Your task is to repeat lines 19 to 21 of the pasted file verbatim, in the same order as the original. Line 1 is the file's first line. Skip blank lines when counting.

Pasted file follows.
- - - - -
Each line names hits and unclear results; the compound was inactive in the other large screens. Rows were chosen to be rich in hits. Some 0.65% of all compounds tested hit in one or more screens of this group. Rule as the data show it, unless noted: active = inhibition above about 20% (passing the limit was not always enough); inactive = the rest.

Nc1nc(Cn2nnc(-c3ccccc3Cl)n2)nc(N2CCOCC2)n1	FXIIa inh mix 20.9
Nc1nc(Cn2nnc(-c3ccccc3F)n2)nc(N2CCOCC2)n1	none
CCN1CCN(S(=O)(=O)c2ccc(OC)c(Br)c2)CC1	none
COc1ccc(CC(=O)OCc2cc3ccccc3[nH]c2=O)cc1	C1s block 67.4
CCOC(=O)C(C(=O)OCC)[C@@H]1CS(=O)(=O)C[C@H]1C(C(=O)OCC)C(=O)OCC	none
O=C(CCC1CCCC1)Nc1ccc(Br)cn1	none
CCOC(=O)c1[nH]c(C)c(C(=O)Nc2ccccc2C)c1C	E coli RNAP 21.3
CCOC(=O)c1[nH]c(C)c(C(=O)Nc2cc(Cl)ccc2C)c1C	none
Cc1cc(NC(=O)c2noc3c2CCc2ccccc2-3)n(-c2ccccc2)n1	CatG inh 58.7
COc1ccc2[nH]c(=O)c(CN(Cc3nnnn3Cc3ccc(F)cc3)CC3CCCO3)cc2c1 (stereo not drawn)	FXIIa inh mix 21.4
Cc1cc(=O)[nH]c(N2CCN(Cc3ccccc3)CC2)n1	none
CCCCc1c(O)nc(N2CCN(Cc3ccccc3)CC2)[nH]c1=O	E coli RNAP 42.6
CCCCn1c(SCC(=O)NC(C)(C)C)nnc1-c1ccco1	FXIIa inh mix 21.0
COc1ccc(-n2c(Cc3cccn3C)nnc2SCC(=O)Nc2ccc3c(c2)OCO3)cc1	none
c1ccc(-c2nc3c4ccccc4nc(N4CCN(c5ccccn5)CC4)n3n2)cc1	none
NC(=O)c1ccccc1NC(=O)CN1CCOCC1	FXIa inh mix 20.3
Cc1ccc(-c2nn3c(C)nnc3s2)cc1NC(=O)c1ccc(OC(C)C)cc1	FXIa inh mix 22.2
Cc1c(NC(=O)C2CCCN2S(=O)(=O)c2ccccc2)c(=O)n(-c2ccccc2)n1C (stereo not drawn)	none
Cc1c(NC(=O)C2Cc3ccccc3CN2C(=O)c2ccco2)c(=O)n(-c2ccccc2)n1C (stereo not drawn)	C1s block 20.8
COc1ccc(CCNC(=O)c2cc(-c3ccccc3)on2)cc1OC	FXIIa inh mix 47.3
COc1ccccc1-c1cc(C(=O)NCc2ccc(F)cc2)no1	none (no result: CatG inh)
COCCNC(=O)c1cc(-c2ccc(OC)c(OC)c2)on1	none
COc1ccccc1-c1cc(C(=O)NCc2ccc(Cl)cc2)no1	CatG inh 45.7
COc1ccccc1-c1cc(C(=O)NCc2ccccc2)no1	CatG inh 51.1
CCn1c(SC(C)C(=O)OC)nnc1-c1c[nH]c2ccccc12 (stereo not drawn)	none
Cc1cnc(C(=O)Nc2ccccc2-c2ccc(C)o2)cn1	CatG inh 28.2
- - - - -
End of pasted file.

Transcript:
Cc1c(NC(=O)C2CCCN2S(=O)(=O)c2ccccc2)c(=O)n(-c2ccccc2)n1C (stereo not drawn)	none
Cc1c(NC(=O)C2Cc3ccccc3CN2C(=O)c2ccco2)c(=O)n(-c2ccccc2)n1C (stereo not drawn)	C1s block 20.8
COc1ccc(CCNC(=O)c2cc(-c3ccccc3)on2)cc1OC	FXIIa inh mix 47.3